Last month after yet another successful edition of the Traditional and Organic Food and Seed Festival, organisers were bombarded by the public asking the now familiar question: where can you buy such things all year round? Enter Teresa Mungazi and Nick Takavadii with an exciting initiative to fill the gap in the market.
As members of the Traditional and Organic Food Forum (the organisation behind the festival), the pair have a keen insight into the needs of both producers and consumers of wholesome foods.
As such, their new NaturalHub will begin to sell a variety of products from festival exhibitors this month. This will happen through its Facebook page initially but there are plans for a fully functioning website in the near future. NaturalHub are offering over a hundred natural food and body care products for sale, including flours, grains, teas, herbs, jams, body oils and more. Depending on how this goes, Mungazi and Takavadii hope to eventually set up a physical shop with satellite points around Harare for easy pick-up and delivery.
“Our intention,” explains Takavadii, “is to continuously improve and further invest in the growth of our collective capacity to better serve and make it easy for people to access these quality, healthy, natural products.”
While the NaturalHub is not strictly the Food Forum’s shop (it is being set up independently), both Mungazi and Takavadii are happy to provide a service that will benefit other members of the Food Forum and the farmers and organisations who exhibited at the festival.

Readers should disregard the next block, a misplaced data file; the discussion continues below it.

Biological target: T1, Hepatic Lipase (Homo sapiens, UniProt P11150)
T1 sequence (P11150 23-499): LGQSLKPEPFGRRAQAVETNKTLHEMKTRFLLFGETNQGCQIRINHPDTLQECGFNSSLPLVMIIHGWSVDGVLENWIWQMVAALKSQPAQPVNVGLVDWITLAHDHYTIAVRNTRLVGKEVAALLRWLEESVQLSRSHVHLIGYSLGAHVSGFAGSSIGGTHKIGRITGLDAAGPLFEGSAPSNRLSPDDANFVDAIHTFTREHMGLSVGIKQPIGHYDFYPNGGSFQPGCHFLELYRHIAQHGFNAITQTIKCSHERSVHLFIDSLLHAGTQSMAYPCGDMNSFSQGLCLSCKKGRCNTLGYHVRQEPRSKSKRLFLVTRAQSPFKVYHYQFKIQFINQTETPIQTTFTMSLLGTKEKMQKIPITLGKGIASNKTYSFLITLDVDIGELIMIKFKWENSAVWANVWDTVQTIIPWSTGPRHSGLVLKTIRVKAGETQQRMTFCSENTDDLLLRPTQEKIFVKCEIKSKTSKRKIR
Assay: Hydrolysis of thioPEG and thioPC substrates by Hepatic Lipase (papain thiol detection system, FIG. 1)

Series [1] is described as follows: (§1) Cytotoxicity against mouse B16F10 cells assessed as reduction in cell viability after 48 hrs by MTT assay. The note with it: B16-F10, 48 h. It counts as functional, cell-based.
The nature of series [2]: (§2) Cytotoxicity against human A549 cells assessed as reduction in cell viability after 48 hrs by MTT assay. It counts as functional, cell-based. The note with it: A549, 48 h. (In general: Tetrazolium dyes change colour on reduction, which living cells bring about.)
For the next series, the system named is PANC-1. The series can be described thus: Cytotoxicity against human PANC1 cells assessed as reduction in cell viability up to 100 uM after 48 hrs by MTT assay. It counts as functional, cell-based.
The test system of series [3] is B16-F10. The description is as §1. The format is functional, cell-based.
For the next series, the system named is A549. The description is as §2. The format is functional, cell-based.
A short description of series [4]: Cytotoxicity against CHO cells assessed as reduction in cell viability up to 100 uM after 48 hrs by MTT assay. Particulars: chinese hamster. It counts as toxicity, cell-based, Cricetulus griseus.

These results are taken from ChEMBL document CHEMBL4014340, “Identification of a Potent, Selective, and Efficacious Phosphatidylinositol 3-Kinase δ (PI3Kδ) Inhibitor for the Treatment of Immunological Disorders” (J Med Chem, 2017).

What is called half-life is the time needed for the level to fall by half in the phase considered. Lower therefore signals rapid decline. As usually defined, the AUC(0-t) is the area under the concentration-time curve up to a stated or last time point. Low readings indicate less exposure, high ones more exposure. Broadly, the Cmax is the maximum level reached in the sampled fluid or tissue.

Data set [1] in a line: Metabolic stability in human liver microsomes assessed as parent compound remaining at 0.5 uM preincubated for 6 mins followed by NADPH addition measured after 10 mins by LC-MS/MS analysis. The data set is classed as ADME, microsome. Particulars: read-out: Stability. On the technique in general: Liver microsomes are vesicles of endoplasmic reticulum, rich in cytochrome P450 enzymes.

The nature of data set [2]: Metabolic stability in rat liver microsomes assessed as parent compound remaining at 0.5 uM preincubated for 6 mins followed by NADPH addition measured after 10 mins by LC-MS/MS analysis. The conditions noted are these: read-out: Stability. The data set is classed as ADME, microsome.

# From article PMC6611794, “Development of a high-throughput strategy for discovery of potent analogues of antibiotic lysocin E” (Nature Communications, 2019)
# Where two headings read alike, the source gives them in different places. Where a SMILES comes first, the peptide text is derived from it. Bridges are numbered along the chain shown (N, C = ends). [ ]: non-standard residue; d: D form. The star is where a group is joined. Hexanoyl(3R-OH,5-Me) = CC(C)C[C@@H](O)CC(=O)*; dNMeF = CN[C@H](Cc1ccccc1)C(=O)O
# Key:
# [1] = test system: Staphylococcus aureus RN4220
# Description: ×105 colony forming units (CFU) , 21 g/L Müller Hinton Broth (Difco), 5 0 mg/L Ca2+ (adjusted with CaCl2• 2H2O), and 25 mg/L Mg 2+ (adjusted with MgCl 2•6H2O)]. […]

Set up as a social enterprise, the NaturalHub will start out as a ‘one-stop shop’ for small-scale producers of natural and organic food, with free delivery. However, Mungazi says the aim is to ultimately become something of an endorser for producers, enabling consumers to confidently purchase the products on offer knowing that checks have been made on quality and processes. “The idea is to be a brand that the suppliers want to associate with,” she explains. By harvesting feedback from consumers they also hope that the NaturalHub will act as an important source of data for producers to help them develop better products.
“We are really excited,” says Thandi Henson from the African Women’s Initiative in Developing Economies (AWIDE), one of the suppliers. “We would have an outlet of our own if we could afford one. It is great to have an opportunity to collaborate – it works to both our gains.”
Bertha Nherera at Orsha Foods agrees: “I think it’s is a good collaboration. It is in the young stages so I am waiting to see how it unfolds.”
Accessing affordable, local and quality healthy food is an issue for many Zimbabweans, cash-strapped or not. These foods are produced in relatively small quantities (as the demand has not been high), making them often more expensive and inconvenient to find – although many supermarkets now have dedicated shelves for small grain flours and other local health foods. These foods are more nutrient-dense which is increasingly important given the rise of non-communicable diseases such as diabetes and heart disease.
Furthermore, growing them is more in tune with the Zimbabwean environment. Mungazi and Takavadii realise that this is not an easy market place. Yet they enter the fray with passion and good connections to the producers, and a belief that they are part of a greater movement that will get Zimbabweans more conscious about the food that they are eating.